Concerning Behavior

Most students in distress are able to identify the appropriate resources to resolve their issues in a healthy and effective manner. However, there are some students who either lack such coping mechanisms and/or face such extraordinary challenges that the need for greater intervention and support will be necessary. Generally, the need for intervention reveals itself through disruptive, attention-seeking, or potentially harmful conduct that falls under the category of concerning behavior.

Concerning Behaviors may include:

  • A pattern of repeated crises
  • Substantial or frequent disruptions in the academic, athletic, or social environment
  • Repeated misconduct
  • Significant changes in personal habits, including hygiene and persistent changes in sleep
  • Unexplainable academic difficulties
  • Frequent physical problems or illnesses
  • Difficulty relating to peers
  • Significant anxiety
  • Alcohol or drug abuse
  • Repeated hospitalizations
  • Disordered eating
  • Extreme fatigue or depressed mood
  • Generalized statements about suicide
  • The need for a significant amount of your time, energy, or resources
  • A need for an extended medical or mental-health leave

  Concerning Behavior DOES NOT INCLUDE:

  • A students’ stated plans or intentions regarding suicide (See “Urgent Behavior” below)
  • Behavior that may pose an imminent risk to self or others (See “Urgent Behavior” below)


  • The Student CARE Team. To report a concern, you may contact the associate dean of students, who serves as the chair of the CARE Team, or use the online Report Form at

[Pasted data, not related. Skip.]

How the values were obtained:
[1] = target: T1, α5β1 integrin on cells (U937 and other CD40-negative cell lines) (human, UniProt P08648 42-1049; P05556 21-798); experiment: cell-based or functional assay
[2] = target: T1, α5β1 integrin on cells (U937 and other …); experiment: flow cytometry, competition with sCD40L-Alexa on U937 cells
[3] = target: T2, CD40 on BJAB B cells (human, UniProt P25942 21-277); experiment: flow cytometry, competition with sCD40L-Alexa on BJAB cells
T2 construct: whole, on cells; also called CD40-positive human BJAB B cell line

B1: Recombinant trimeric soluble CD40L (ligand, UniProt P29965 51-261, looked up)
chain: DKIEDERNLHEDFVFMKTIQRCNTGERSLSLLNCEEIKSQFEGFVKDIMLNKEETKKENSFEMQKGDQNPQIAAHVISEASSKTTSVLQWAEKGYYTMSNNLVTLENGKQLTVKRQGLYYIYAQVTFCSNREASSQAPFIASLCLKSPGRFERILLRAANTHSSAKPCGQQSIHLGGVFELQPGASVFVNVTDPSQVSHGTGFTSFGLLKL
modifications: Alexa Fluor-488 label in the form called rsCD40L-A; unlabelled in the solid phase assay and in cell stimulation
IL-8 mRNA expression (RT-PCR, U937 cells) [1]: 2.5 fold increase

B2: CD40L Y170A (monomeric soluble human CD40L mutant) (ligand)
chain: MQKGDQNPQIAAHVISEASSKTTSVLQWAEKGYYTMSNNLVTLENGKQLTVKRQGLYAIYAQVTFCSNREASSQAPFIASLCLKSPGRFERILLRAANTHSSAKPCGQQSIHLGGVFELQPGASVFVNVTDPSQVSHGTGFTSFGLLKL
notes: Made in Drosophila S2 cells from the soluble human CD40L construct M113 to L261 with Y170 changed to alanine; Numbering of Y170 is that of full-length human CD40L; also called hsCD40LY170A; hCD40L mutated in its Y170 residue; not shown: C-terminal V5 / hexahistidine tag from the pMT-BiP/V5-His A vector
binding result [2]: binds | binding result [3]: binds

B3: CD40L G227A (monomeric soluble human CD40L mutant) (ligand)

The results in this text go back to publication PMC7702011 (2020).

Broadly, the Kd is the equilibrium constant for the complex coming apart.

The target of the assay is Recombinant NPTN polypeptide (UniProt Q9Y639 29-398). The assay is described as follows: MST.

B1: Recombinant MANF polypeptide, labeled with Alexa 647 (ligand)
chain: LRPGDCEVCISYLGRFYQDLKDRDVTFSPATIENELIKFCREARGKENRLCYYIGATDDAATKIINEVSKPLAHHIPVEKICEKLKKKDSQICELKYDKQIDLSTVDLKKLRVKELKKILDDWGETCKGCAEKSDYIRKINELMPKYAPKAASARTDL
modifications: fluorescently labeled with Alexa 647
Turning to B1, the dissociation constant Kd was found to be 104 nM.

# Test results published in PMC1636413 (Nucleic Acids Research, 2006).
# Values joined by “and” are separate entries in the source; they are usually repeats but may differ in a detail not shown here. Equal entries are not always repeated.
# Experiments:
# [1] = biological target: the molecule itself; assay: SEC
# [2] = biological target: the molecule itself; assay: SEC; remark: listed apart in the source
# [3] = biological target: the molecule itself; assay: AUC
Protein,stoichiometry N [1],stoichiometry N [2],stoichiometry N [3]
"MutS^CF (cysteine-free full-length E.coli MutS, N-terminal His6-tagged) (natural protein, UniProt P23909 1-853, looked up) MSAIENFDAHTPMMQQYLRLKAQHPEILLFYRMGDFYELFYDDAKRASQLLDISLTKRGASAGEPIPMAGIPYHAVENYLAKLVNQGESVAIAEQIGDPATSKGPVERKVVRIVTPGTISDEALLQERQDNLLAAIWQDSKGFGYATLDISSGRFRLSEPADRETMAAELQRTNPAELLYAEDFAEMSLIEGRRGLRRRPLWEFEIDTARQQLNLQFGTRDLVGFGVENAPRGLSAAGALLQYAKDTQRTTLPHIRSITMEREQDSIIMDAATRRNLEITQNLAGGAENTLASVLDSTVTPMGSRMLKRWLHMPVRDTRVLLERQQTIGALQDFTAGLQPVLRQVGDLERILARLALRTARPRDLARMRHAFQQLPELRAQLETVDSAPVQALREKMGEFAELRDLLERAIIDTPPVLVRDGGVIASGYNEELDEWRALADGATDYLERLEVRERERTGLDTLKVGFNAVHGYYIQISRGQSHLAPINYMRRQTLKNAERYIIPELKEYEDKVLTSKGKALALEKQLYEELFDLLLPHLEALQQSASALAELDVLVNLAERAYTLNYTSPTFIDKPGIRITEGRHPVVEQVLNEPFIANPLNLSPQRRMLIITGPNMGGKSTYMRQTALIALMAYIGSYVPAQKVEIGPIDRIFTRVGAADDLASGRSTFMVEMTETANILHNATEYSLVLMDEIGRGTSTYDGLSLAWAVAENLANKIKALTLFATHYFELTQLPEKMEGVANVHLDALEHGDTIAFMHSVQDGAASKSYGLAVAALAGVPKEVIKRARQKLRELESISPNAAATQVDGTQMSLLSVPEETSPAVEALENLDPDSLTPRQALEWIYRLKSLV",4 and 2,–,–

• The student’s class dean
  • The Counseling Center
  • The Office of the College Chaplains
  • The Threat Assessment Group (if you believe the student may pose a risk to others)

Concerning behavior by itself does not constitute an emergency. Concerning behavior generally includes that wide range of behavior in which students engage in conduct that may pose a threat to their health or well-being, but doesn’t represent an imminent risk. If a student engages in behavior that you reasonably believe may pose an imminent risk to the student or to others, the student is displaying what we call “urgent behavior,” which warrants a more immediate response.

Urgent Behavior

A very small percentage of students in distress will demonstrate the need for immediate attention. These individuals require expertise beyond what the ordinary college employee can provide.
Urgent behavior includes:

  • Actual or threats of harm to self
  • Actual or threats of harm to others
  • Suicidal plans, intentions, or attempts
  • Seeing or hearing things that are not apparent to others
  • Reports of true or imminent threat of physical safety (e.g., death threats, social media attacks encouraging the person to kill themselves, etc.)